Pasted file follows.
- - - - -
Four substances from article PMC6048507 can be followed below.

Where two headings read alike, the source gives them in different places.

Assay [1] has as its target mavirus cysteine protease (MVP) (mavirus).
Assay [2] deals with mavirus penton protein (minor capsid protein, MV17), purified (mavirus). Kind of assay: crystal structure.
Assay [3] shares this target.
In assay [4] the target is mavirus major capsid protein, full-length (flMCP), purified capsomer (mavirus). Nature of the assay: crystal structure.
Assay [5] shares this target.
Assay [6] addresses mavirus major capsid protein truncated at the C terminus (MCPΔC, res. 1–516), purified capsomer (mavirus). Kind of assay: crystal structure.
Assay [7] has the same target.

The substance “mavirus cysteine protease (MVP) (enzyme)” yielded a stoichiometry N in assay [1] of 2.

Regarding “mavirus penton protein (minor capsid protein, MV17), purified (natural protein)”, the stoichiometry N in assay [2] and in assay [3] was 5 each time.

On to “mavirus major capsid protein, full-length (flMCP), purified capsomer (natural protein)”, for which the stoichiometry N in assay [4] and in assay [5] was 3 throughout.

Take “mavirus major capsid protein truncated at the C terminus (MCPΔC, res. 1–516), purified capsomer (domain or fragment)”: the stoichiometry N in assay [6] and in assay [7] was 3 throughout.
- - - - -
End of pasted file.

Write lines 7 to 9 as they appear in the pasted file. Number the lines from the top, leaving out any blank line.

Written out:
Assay [5] shares this target.
Assay [6] addresses mavirus major capsid protein truncated at the C terminus (MCPΔC, res. 1–516), purified capsomer (mavirus). Kind of assay: crystal structure.
Assay [7] has the same target.